MOSCOW, March 10 (Reuters) - Russia’s Sovcombank has no immediate plans for an IPO and doesn’t intend to bring forward a 2024 deadline, despite a pick up in new issues, as investor sentiment towards the banking sector remains mixed, co-owner Sergei Khotimsky told Reuters.
Sovcombank’s plans are in focus amid a pick-up in Russian initial public offerings (IPO), with retailer Fix Price raising $2 billion in an IPO last week.
Russia’s third largest private bank hired banks last year to prepare for the deal, sources familiar with the matter said.
However, Khotimsky said the timing of the IPO would depend on how investors assess the bank’s efforts to deal with non-performing loans (NPLs) in 2021.
The cost of risk rose markedly last year as some borrowers struggled to make repayments in the coronavirus pandemic, but it has begun to stabilise.
Sovcombank’s NPLs stood at 4.9% of its retail portfolio and 0.6% of its corporate book at the end of 2020.
“We have flexibility to select the optimal time for an IPO,” Khotimsky said, stressing the bank did not need an IPO to raise funds.
“We currently have no shareholders who would like to sell their stake. We pay dividends, but we channel most of our profits to Sovcombank’s equity.”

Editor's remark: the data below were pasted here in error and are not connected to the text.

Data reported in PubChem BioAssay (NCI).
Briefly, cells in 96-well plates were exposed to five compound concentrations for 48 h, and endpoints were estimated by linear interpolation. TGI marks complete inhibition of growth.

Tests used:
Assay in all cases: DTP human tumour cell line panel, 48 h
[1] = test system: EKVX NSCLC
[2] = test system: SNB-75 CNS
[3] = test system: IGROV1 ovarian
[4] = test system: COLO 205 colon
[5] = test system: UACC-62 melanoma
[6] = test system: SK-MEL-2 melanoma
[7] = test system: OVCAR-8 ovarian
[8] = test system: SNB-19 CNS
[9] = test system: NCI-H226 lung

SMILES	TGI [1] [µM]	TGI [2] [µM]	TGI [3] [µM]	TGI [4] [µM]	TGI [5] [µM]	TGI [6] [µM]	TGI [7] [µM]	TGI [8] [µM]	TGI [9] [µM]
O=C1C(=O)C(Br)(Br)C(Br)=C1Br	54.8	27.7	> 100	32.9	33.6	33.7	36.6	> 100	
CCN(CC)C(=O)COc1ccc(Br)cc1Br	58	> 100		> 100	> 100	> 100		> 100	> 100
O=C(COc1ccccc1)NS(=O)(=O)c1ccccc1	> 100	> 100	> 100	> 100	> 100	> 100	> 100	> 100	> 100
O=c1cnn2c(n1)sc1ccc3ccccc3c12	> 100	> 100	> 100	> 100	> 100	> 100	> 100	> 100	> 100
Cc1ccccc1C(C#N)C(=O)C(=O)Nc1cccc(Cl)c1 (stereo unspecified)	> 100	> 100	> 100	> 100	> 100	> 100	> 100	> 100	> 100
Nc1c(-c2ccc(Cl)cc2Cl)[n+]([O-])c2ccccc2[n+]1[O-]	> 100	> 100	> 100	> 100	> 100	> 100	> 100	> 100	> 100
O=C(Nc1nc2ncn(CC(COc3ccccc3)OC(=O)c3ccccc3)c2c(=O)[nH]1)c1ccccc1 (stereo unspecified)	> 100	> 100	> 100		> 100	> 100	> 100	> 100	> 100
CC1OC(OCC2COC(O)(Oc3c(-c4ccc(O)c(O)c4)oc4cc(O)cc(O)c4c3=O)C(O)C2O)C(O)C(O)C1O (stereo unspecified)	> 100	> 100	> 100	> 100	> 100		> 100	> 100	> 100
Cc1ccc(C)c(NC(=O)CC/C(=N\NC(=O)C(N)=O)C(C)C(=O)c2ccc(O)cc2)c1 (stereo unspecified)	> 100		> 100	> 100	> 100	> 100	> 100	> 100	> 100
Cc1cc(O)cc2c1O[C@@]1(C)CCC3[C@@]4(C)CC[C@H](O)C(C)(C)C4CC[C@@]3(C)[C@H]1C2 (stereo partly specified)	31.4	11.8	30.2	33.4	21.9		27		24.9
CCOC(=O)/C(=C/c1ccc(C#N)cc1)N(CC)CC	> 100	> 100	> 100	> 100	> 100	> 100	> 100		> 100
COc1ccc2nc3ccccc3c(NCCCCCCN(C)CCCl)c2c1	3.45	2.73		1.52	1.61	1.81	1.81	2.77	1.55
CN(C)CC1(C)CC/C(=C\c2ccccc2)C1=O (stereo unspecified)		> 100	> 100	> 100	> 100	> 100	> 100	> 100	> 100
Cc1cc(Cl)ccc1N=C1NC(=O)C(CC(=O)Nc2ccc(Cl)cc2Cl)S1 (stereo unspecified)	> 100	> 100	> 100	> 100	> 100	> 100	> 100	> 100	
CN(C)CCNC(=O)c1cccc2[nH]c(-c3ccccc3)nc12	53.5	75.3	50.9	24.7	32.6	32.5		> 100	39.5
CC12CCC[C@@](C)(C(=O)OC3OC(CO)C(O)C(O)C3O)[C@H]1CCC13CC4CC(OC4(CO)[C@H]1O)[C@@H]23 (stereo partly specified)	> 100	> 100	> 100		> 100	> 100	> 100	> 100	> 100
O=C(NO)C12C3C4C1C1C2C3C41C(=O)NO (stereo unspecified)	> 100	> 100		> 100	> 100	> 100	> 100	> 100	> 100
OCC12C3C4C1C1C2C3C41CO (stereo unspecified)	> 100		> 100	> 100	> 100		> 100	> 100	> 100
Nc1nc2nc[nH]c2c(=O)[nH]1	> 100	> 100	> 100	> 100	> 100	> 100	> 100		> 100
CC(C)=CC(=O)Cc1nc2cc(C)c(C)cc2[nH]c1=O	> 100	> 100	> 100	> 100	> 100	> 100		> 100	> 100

Khotimsky said an IPO was only a question of time, however.
“Sooner or later we will have to become public because managing a company with such a high number of shareholders is difficult on an operational level,” he said, referring to some 40 individual and legal entities among the bank’s shareholders.
Sovcombank is co-owned by a number of Russian businessmen, including Khotimsky and his brother Dmitry. The sovereign wealth funds of Russia, China, Saudi Arabia, Japan and Qatar hold minority stakes.
Sovcombank, which in recent years has participated in most merger and acquisition transactions on the Russian financial market, plans to increase lending in 2021.
“We are hoping to grow by 20% in the retail sector and 20-25% in the corporate sector in 2021,” Khotimsky said. (Reporting by Tatiana Voronova and Andrey Ostroukh; Editing by Gabrielle Tétrault-Farber and Mark Potter)